A Piece on Prince

By Gloria Dulan-Wilson

There are times when I absolutely feel that I’m in a privileged space.
I had the pleasure of catching Prince in Concert at Madison Square Garden recently, and I was totally blown away by this brother’s talent and presence. I know in writing this that I’m preaching to the choir - even mentioning his agility and stage presence is an understatement, because this brother is definitely larger than life! Prince is the consummate entertainer. He is unparalleled in his ability to literally make magic. I was totally enchanted.

It’s been quite some time since I had seen Prince live and in living color - and I do mean living color - so for those of you who have become accustomed to the pinache and pizzazz that is Prince, please indulge me for a moment, while I say WOW!! I basically think I’m fairly sophisticated when it comes to the entertainment industry. I’ve been on stage, back stage, and in the green rooms of many an artist. But Prince in Concert is an indelible experience in and of itself. Two weeks later, and I find myself still humming “Me and My Red Corvette” without realizing it. Or “You Need Another Lover.“ He doesn’t just stick in your mind, he sticks in your soul.

By the way, he was totally rocking a purple suit when he sang “Purple Rain” (my personal Prince favorite). I felt like a kid in a candy store. I couldn‘t get enough. And neither could the audience. He delighted those fortunate enough to be down front by bringing them up on stage to dance with him. (Yes, I was slightly envious).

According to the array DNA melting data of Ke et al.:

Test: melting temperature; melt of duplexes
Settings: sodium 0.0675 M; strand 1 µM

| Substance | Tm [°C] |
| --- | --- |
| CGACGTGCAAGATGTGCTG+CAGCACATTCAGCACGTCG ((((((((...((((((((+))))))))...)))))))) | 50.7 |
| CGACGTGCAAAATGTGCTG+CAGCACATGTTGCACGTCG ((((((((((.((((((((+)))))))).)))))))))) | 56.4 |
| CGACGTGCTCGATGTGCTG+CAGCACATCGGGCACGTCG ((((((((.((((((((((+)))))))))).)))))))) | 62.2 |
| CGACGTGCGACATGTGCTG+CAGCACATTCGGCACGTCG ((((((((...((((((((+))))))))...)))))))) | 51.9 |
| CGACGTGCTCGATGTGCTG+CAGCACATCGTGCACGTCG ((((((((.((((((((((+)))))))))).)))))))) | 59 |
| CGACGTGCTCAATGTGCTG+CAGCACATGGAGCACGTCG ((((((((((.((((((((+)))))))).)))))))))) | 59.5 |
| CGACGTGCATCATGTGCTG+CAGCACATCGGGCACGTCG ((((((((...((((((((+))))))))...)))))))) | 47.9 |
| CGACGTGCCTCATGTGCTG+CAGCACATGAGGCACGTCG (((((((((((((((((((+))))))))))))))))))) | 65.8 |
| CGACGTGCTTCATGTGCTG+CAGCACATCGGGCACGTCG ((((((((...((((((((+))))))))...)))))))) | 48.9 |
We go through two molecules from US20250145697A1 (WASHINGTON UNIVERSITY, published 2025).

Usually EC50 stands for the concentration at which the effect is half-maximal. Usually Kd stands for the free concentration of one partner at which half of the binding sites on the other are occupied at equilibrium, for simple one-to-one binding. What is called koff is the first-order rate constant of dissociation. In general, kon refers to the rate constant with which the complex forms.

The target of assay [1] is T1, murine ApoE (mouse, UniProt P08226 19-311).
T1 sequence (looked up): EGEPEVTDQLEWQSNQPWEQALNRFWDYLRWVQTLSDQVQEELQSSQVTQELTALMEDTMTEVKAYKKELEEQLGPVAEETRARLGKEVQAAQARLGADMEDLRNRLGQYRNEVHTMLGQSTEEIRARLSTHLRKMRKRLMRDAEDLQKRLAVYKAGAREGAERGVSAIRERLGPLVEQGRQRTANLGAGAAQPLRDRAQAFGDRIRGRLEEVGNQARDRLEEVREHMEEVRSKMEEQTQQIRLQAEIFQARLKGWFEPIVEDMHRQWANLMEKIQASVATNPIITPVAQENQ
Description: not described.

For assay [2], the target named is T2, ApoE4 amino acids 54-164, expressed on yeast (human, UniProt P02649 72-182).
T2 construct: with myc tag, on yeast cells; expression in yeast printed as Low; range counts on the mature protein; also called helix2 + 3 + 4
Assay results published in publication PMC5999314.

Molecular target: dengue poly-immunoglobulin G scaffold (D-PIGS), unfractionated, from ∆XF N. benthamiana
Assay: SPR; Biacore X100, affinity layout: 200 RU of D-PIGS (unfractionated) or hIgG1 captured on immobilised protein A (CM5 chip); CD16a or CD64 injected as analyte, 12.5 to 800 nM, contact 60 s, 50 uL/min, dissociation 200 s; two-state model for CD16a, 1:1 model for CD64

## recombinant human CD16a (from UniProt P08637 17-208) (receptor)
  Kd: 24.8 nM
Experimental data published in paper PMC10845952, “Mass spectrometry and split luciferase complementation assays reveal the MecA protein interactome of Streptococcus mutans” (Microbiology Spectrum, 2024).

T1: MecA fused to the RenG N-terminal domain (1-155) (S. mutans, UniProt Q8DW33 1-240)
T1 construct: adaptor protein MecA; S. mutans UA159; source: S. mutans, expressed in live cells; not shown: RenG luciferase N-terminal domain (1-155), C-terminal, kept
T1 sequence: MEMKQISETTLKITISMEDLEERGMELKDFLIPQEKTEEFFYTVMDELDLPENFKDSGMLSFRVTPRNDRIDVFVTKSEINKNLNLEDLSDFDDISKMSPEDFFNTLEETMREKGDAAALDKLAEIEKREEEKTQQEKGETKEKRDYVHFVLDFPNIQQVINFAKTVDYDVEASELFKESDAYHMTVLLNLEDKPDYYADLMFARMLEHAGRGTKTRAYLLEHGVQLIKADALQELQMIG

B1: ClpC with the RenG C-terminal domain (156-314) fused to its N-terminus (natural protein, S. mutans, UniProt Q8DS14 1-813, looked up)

But Prince was not there just for the “kids.” He spoke of old school music, and featured saxophonist, Maceo Parker, formerly with the late James Brown, out to accompany him in executing some of his riffs. His reverence for the artists who had gone before was emphasized throughout, as he frequently referred to music as old school and intra-active, choosing to play songs from “back in the day.” He pointed out that his band played “real instruments.“ After all, the brother is a musician, not an amateur. He uses electronics to enhance what he does, not substitute for lack of talent or ability. He comes from a family of artists (but you know that already, don't you? Like I said, preaching to the choir...)

I need to interject here that I'm a fan of Prince for more than just his music and movies. I also like the brother's heart. I will never forget reading how he had made a generous contribution to Fisk University when it was nearing bankruptcy. It barely made the news - in fact it was buried on the back page of the Daily News, barely noticeable. I was already impressed with his genius. But you know my penchant for bad Black Brothers with Brains. It moved him from being just another GBM (goodlooking Black Man) to the status of FBM, (Fine Black Man). Along with his money and fame is a real concern and tie in with his people (us).